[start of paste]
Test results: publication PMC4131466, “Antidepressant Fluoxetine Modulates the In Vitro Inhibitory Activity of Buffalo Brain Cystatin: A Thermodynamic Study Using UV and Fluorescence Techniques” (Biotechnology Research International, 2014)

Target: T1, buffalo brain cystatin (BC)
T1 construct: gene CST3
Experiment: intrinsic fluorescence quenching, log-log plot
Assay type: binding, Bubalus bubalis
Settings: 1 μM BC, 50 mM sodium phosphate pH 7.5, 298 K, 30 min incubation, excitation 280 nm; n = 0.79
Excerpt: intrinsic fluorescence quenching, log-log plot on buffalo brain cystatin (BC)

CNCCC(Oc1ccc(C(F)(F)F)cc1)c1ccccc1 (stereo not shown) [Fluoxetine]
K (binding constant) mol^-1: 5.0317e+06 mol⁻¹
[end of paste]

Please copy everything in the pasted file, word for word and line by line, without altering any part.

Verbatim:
Test results: publication PMC4131466, “Antidepressant Fluoxetine Modulates the In Vitro Inhibitory Activity of Buffalo Brain Cystatin: A Thermodynamic Study Using UV and Fluorescence Techniques” (Biotechnology Research International, 2014)

Target: T1, buffalo brain cystatin (BC)
T1 construct: gene CST3
Experiment: intrinsic fluorescence quenching, log-log plot
Assay type: binding, Bubalus bubalis
Settings: 1 μM BC, 50 mM sodium phosphate pH 7.5, 298 K, 30 min incubation, excitation 280 nm; n = 0.79
Excerpt: intrinsic fluorescence quenching, log-log plot on buffalo brain cystatin (BC)

CNCCC(Oc1ccc(C(F)(F)F)cc1)c1ccccc1 (stereo not shown) [Fluoxetine]
K (binding constant) mol^-1: 5.0317e+06 mol⁻¹